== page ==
Many individuals eagerly await the opportunity to visit the slopes or ice rink when the temperature decreases and snow starts to fall. Not injury is on their thoughts; it’s wintertime pleasure. However, it’s simple to get into trouble if you don’t carefully plan for your favorite pastime.
Winter sports-related injuries cost nearly 200,000 individuals their lives in 2018, according to the US Consumer Product Safety Commission. Skiing, snowboarding, ice skating, sledding, and tobogganing all contributed significantly to these accidents. Concussions and other brain injuries were frequent, as were sprains, strains, dislocations, and fractures.
In fact, a study in The Journal of Trauma and Acute Care Surgery found that brain injuries account for 20% of the roughly 600,000 ski and snowboarding-related accidents that happen each year in North America.
Certainly, head injuries are the most concerning, according to Dr. Brian Cole, an orthopedic physician at Midwest Orthopaedics at Rush in Chicago. In situations when there is uncontrolled speed and you hit a tree or light post, those can be fairly severe.
Dr. Scott Smith, an orthopedic surgeon and sports medicine specialist at Texas Orthopedics, Sports & Rehabilitation Associates in Austin, stated that many head injuries could be avoided by simply wearing a helmet, something that young people in particular may be reluctant to do. But because you’re going to fall, it’s worthwhile.
Dr. Scott Smith, an orthopedic surgeon and sports medicine specialist at Texas Orthopedics, Sports & Rehabilitation Associates in Austin, stated that many head injuries could be avoided by simply wearing a helmet, something that young people, in particular, may be reluctant to do. But because you’re going to fall, it’s worthwhile.
According to Dr. Erin Nance, an orthopedic surgeon with Nance MD in New York, “the time you’re most likely to get hurt skiing is on your last run.” It’s always like that because you’re worn out. Additionally, when you are tired, you pay less attention to your technique.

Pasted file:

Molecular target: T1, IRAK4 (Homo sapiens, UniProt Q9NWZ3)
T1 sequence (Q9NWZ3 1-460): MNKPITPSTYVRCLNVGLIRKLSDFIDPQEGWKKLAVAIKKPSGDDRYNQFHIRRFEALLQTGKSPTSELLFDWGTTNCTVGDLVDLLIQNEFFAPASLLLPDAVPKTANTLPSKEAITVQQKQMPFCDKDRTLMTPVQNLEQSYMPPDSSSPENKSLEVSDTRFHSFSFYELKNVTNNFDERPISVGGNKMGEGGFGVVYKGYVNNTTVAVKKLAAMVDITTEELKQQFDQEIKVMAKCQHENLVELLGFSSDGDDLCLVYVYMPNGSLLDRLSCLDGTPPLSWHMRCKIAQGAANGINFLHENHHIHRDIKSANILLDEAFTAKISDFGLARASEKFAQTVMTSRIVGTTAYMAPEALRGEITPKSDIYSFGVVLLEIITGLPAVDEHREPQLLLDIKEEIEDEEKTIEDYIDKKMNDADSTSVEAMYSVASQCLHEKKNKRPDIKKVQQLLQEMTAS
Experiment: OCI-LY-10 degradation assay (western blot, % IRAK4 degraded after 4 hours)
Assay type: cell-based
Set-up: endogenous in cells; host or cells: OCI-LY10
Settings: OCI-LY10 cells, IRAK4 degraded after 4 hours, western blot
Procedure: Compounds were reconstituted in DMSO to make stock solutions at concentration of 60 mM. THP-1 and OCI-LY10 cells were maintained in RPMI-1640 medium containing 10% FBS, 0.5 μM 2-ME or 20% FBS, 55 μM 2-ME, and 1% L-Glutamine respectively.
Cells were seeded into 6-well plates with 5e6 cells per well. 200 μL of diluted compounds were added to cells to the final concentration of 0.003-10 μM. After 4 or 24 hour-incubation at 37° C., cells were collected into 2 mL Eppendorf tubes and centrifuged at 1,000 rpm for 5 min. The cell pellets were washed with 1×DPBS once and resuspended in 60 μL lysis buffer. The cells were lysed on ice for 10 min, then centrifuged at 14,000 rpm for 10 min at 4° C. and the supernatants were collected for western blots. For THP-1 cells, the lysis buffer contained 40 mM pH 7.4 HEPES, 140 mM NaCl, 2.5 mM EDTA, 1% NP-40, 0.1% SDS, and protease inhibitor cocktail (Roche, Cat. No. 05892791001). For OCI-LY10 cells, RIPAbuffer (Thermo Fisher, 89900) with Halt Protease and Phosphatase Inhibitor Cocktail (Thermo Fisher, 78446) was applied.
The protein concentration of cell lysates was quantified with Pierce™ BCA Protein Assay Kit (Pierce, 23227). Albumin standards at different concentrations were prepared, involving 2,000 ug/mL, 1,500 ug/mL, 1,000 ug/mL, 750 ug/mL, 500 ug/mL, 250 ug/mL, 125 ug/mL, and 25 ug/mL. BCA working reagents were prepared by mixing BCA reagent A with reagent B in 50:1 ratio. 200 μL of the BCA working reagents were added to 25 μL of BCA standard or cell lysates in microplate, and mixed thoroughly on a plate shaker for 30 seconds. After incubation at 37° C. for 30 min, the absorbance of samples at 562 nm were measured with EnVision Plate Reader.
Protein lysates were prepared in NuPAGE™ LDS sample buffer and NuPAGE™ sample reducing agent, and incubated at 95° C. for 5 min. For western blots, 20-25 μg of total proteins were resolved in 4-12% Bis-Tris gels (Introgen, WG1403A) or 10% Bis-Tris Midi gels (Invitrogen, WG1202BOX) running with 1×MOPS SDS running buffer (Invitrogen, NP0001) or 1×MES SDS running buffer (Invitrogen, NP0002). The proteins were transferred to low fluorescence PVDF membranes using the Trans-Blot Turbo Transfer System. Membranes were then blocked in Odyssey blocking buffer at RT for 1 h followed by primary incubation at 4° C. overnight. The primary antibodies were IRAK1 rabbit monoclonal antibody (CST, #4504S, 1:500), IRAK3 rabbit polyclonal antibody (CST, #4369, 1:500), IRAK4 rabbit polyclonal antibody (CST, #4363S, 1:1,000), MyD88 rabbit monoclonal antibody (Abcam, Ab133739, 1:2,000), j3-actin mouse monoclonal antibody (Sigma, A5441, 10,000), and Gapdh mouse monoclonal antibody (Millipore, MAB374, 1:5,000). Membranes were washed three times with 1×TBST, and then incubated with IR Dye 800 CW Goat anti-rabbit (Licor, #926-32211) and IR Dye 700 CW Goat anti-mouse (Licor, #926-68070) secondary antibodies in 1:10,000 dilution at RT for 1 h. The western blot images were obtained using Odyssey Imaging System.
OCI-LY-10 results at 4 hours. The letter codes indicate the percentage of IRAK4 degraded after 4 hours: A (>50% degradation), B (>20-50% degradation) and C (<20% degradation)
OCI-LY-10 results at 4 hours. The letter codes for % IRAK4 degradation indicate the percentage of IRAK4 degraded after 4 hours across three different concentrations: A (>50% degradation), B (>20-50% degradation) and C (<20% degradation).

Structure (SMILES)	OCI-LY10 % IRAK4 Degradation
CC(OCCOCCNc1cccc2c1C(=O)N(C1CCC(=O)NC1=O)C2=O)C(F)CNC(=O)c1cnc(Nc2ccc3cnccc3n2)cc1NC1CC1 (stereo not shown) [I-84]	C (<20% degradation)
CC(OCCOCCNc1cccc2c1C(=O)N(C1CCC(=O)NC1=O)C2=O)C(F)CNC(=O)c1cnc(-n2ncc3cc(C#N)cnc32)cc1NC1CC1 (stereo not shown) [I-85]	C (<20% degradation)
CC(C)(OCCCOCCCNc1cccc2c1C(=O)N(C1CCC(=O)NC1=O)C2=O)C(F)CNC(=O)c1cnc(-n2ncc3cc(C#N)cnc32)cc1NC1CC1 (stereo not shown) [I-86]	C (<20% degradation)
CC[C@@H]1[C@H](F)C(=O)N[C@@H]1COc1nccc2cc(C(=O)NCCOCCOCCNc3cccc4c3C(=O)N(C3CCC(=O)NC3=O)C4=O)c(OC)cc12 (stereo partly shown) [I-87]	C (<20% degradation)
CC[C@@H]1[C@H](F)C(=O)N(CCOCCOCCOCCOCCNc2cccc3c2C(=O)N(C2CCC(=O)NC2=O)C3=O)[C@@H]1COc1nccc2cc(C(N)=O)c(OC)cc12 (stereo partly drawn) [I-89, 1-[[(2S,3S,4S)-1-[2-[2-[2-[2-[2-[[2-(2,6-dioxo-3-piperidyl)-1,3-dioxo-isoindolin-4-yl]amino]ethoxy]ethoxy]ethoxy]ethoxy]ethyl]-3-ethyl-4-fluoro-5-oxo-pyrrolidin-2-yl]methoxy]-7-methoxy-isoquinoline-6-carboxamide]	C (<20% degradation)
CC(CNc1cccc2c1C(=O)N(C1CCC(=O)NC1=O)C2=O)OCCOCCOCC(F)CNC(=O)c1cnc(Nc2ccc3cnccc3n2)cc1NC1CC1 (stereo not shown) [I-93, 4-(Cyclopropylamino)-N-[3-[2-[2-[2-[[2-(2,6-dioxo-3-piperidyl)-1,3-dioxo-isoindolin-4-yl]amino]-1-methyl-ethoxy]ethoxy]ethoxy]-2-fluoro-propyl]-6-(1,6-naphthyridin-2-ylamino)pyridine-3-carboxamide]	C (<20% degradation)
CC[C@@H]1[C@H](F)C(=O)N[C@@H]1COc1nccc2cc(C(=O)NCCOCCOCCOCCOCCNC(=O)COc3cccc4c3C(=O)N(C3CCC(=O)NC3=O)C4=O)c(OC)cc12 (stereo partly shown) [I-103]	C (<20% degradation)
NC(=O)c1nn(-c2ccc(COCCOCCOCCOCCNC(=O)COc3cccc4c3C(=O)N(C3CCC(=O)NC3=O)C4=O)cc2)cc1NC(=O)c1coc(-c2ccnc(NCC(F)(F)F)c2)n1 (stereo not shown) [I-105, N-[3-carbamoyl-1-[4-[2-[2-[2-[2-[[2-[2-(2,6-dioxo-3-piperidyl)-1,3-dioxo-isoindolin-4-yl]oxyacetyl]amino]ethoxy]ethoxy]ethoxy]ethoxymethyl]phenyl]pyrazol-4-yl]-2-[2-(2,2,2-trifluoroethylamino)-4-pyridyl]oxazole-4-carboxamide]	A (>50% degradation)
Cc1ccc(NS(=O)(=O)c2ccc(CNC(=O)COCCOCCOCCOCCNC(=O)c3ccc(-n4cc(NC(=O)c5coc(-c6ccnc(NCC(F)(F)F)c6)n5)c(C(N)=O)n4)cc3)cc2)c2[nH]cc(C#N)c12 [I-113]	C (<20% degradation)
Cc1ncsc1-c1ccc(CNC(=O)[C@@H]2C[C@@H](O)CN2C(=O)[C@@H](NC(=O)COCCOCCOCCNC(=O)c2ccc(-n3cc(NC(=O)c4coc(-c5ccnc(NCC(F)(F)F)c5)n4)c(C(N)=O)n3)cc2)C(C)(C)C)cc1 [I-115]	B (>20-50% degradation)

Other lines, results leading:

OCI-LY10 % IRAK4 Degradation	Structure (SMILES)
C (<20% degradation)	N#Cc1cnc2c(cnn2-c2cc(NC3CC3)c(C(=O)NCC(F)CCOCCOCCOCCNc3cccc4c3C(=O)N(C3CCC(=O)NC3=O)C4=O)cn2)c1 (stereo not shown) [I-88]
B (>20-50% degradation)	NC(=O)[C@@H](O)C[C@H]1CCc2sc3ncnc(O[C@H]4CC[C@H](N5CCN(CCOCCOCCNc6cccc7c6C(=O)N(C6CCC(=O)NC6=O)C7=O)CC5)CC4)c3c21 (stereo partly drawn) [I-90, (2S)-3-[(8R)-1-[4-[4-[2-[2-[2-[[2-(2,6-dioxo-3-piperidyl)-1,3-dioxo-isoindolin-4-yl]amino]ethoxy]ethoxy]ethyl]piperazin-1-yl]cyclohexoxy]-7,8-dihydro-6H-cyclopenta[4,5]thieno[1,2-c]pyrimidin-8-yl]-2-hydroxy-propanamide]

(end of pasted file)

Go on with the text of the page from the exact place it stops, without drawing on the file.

You should master good falling techniques because so many winter sports can end in spills. Generally speaking, avoid sticking out your hands to attempt and break your fall, advised hand surgeon Nance. To ensure that your upper body absorbs the majority of the fall, she said, “tuck and roll.” This reduces the risk of a catastrophic ligament tear or fracture.
Age and gender differences in injuries
A given gender or age group is more likely to sustain certain winter sports injuries than others. Injuries from sledding, snowmobiling, and downhill skiing, particularly ruptured ACLs in the knee, are common among Cole’s younger patients. Middle-aged males tend to sustain injuries from snowmobiling.
According to Nance, spiral tibia fractures commonly occur at the top of ski boots in children who participate in downhill skiing. Their ankles and feet are supported by ski boots, but the area above is unprotected.
A growth-plate fracture in the hand is a typical occurrence among kids who snowboard, especially if they are not using wrist protectors, which she advises. According to research published in The American Journal of Sports Medicine, novice snowboarders without wrist protectors are four times as likely to suffer a wrist injury as those who do.
The physicians noted that younger persons experience more strains and sprains from winter sports falls, whereas older adults are more likely to break bones. One of the most frequent injuries sustained by adults when downhill skiing is a skier’s thumb or a torn ligament. Although a skier’s thumb isn’t a significant ailment in and of itself, if neglected, it can develop into one.
Extra safety advice for each sport.
Skiing and snowboarding
- If you are new to the sport, you should consider taking some lessons.
- Put on some protective eyewear in addition to a helmet that fits you properly and is in good condition.
- Always keep other skiers and the ever-changing weather and snow conditions in your peripheral vision.
- Smith emphasized the importance of staying on the marked pathways. He said that if you ski outside of the boundaries and are harmed, no one will know that you are there.
- To avoid causing a collision or other dangerous situations, you should skate in the same direction as the other skaters.
- Keep an eye out for trash, fractures, and holes in the ice.
- When you’re on the ice, you shouldn’t eat gum or candy.
- Nance advised making certain that the rented skates were of the appropriate size. Because stability is the foundation for everything, she advised that you find skates that are the right size for you and lace them up as tightly as possible. It is the responsibility of adults to tie the skates of children.
- Sled with your feet first, not your head. Additionally, sitting upright is preferable.
- Sled in an open space devoid of obstructions like trees and fences.
- Keep an eye out for any potential dangers that might be buried in the snow.
- If you feel that a collision is about to occur, roll off the sled.
- Always use caution, even when you’re not on the slopes. Nance commented, “I frequently see onlookers not paying attention, and a sledder comes down and takes their knees out from under them.” “It occurs several times a day, on average.”
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